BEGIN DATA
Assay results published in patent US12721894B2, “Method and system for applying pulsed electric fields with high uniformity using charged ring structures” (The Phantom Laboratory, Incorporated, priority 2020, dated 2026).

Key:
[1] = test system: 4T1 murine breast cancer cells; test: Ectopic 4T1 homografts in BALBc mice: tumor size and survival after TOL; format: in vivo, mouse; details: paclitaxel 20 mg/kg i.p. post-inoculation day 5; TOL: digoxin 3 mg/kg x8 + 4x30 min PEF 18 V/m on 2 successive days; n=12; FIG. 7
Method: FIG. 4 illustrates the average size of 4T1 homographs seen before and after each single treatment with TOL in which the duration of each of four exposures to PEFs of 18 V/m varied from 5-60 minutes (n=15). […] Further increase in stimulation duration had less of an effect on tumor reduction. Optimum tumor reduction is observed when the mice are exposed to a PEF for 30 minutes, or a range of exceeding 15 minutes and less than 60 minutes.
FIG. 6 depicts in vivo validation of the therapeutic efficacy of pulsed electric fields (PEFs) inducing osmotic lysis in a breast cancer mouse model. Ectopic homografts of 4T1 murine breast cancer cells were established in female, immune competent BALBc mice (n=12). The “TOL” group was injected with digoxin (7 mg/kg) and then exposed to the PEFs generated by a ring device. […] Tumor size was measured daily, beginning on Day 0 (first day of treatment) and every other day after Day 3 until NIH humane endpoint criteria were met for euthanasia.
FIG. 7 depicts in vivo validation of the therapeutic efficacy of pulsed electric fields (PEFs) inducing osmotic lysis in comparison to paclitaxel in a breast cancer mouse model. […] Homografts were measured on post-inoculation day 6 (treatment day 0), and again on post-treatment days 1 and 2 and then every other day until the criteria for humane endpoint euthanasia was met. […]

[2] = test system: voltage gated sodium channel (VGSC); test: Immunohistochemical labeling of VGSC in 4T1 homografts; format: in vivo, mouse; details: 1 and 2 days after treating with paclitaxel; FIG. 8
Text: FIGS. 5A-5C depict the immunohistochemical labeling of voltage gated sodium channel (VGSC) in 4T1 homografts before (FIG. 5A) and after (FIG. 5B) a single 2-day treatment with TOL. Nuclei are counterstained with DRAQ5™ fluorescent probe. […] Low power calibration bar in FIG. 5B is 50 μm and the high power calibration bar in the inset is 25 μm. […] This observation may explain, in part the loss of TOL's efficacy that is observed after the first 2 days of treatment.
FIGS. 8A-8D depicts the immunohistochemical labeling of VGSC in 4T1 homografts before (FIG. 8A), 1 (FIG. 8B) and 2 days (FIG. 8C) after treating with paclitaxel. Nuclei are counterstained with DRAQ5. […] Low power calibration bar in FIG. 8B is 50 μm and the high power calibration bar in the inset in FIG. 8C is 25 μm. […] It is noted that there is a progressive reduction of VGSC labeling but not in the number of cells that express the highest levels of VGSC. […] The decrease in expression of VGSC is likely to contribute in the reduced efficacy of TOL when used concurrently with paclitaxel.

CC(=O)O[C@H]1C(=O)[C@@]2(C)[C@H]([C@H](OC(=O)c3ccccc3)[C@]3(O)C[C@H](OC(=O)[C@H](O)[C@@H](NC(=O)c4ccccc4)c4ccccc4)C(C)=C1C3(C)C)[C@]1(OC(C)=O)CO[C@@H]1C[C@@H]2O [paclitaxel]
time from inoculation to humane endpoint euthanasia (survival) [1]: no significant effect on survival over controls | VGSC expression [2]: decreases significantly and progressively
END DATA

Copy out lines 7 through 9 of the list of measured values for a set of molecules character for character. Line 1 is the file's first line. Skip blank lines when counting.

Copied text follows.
[2] = test system: voltage gated sodium channel (VGSC); test: Immunohistochemical labeling of VGSC in 4T1 homografts; format: in vivo, mouse; details: 1 and 2 days after treating with paclitaxel; FIG. 8
Text: FIGS. 5A-5C depict the immunohistochemical labeling of voltage gated sodium channel (VGSC) in 4T1 homografts before (FIG. 5A) and after (FIG. 5B) a single 2-day treatment with TOL. Nuclei are counterstained with DRAQ5™ fluorescent probe. […] Low power calibration bar in FIG. 5B is 50 μm and the high power calibration bar in the inset is 25 μm. […] This observation may explain, in part the loss of TOL's efficacy that is observed after the first 2 days of treatment.
FIGS. 8A-8D depicts the immunohistochemical labeling of VGSC in 4T1 homografts before (FIG. 8A), 1 (FIG. 8B) and 2 days (FIG. 8C) after treating with paclitaxel. Nuclei are counterstained with DRAQ5. […] Low power calibration bar in FIG. 8B is 50 μm and the high power calibration bar in the inset in FIG. 8C is 25 μm. […] It is noted that there is a progressive reduction of VGSC labeling but not in the number of cells that express the highest levels of VGSC. […] The decrease in expression of VGSC is likely to contribute in the reduced efficacy of TOL when used concurrently with paclitaxel.